Sister Carole Marie Blazina
“As Sisters of Charity, we recognize Christ present within ourselves and the people with whom we minister. Jesus invites us to serve him by serving others,” says Sister Carole Marie Blazina, a licensed registered nurse and a family nurse practitioner.
Through her ministry as the Clinical Director for Catholic Charities Free Health Care Center in Pittsburgh, she is responsible for coordinating the care delivered in the downtown Pittsburgh clinic. All of but five members of the clinic’s staff (all physicians, dentists, nurses, and technicians) are volunteers.
“I love the work. It’s good to know that people are getting the help and care they need,” Sister Carole says. “It is particularly rewarding to watch the volunteer dental and medical care providers. All of them express their gratitude for an opportunity to make a difference in the lives of others.”
The Free Health Care Center serves people from 19 to 64 years old who do not have health insurance. Many of the clients are employed in part-time or low-paying positions and do not have benefits. The clients using the center’s services represent a large number of Pittsburgh residents who have no other access to health care. With constant rising costs of health care insurance, many working people and those who are unemployed in the middle groups have no insurance and neglect serious problems because they don’t know where to turn.
Sister Carole expresses her motivation by saying, “Jesus loved in a way that welcomed all people and helped them to be the best that they could be and were created to be. In healthcare and in spiritual care, we seek for all that God created us to be in goodness and wonder.”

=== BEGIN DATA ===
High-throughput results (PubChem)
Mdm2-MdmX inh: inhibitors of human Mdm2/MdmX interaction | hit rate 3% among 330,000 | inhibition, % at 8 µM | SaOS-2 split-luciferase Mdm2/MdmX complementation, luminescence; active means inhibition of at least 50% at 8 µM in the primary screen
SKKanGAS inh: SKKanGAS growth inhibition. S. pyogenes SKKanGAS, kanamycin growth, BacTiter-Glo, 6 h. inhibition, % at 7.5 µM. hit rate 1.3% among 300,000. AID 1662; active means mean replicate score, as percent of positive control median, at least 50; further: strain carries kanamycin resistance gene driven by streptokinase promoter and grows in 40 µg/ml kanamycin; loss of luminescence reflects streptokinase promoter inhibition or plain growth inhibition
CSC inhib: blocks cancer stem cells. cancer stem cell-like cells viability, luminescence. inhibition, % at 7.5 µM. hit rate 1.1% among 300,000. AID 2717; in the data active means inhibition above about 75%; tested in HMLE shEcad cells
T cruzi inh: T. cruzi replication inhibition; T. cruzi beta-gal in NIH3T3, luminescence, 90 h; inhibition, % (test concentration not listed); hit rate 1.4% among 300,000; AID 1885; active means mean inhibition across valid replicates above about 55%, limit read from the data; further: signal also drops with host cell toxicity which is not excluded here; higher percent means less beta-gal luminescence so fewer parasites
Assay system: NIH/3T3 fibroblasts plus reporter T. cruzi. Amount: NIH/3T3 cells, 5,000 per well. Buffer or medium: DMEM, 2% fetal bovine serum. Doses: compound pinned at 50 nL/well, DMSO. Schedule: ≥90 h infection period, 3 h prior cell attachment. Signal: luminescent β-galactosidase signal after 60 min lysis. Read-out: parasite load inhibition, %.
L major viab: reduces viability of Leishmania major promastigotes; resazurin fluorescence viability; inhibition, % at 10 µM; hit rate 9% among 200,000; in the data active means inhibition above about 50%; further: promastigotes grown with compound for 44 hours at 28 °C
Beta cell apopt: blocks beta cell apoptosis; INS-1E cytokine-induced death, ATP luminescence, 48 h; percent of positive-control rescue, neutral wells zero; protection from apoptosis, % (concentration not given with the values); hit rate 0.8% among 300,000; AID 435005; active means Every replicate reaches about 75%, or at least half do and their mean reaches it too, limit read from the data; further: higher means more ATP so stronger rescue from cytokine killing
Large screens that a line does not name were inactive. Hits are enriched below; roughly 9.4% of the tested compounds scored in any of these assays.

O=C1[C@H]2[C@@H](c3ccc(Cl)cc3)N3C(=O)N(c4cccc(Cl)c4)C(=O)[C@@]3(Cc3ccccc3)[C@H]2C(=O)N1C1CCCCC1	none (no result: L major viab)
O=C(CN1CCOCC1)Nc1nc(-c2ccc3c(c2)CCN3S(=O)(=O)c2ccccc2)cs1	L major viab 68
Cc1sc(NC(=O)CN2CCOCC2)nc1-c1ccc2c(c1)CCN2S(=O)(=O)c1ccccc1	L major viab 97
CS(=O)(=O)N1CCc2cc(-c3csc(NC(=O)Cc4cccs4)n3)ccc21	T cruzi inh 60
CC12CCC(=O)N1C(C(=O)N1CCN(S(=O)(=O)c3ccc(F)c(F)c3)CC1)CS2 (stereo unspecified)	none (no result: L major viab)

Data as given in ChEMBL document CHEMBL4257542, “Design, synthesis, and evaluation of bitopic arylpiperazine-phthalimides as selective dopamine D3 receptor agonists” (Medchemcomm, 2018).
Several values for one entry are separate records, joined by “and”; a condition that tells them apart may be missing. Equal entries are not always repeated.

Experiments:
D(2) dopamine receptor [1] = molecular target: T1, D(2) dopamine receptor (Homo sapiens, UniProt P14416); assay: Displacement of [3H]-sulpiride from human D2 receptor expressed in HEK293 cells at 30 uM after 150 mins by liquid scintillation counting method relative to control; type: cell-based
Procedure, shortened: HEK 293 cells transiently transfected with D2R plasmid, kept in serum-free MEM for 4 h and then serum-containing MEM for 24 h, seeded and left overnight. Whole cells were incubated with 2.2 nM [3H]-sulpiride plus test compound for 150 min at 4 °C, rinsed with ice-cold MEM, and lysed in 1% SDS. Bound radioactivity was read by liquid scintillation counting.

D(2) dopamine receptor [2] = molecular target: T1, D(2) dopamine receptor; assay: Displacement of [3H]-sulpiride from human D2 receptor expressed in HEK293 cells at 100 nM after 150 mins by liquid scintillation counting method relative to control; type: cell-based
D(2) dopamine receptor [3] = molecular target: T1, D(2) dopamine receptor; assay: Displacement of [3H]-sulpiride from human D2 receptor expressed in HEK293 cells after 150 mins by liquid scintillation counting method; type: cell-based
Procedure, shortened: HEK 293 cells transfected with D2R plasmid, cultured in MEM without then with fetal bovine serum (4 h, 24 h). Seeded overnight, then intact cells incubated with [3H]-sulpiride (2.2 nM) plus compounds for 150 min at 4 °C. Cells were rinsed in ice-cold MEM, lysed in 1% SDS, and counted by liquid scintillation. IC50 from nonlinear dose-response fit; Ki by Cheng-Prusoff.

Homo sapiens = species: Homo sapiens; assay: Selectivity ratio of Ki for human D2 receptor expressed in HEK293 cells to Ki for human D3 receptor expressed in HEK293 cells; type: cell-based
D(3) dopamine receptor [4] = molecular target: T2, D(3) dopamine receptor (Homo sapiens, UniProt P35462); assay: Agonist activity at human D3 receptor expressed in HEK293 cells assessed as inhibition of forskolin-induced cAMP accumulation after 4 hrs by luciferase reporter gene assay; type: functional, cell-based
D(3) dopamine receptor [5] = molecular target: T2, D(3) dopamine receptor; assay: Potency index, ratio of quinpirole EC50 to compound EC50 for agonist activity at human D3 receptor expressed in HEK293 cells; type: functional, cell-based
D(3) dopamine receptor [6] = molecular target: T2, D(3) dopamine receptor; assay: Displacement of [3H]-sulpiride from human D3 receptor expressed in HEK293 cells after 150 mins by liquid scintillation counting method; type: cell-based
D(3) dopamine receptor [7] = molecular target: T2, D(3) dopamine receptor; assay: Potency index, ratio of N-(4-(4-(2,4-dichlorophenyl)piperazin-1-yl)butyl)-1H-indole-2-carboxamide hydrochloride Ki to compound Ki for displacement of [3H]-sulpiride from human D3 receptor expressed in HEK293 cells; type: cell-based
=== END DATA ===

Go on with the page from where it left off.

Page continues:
Her work as a nurse practitioner and clinical director allows her to practice the healing ministries. “It allows me to witness the awesome creativity and love of our God in designing the human person and the resiliency that is within each of us as we cope with life’s challenges,” she explains.
When asked why she is a Sister of Charity of Seton Hill, Sister Carole answers, “Because this is where my spirit is at home.” The congregation’s mission of direct service to the poor resonates with what she believes to be her call from God. She describes the Sisters of Charity as “women of love.”
Sister Carole first met the Sisters of Charity while a student at St. Anselm High School (Pittsburgh). Later, in college, she came to know the Sisters of Mercy. “It was during college that I began to seriously explore the option of becoming a religious. I spent many weekends visiting different congregations and attending workshops and conferences for ‘discerners.’”
One of her initial observations was the sense of mutuality and community she encountered among the Sisters of Charity. At congregational events, she worked side by side or spoke with sisters whose ministries ranged from administrators to hospital nurses, from grade and high school teachers to college professors, from social workers to pastoral workers and lawyers. “Yet, in community, all were sisters despite the diversity of ministry and even of dress,” she notes. “When I entered there were some sisters wearing the traditional long habit and cap with bow, some were in the post-Vatican II modified habit, some were in simple suits and a modified cap, and some in simple secular dress. All wore the emblem of the Congregation.”
She continues: “Explaining how I knew religious life was my call is like someone explaining how they knew they were in love with their spouse—the words are hard to find, but the experience is felt deep within one’s being. There is a graced and mysterious knowing that my call is to give myself, my being, as created by God, totally to the mission of Christ. It is being open to discernment and listening to the Spirit at work in my life, the Congregation, and the world. I know this is my call because my response has led to joy. Not a constant state of happiness; there is challenge, disappointment, and sorrow—yet, I know God, Jesus, the Spirit are present and guiding all. God is present supporting and nurturing me—faithful in all as I strive to know and serve God’s people.”
Religious life is today, as always, in a state of transition and constant adaption to the needs of the Church and world, acknowledges Sister Carole. Traditional ministries have taken new shape and new needs are becoming known. “As Sisters of Charity our mission will always be to reflect God’s love present as we serve the poor and those in need. It is a life uniquely blended in graces received and ministry performed in response to God’s call to charity—a challenge and a blessing to work towards the reign of God as Jesus taught.”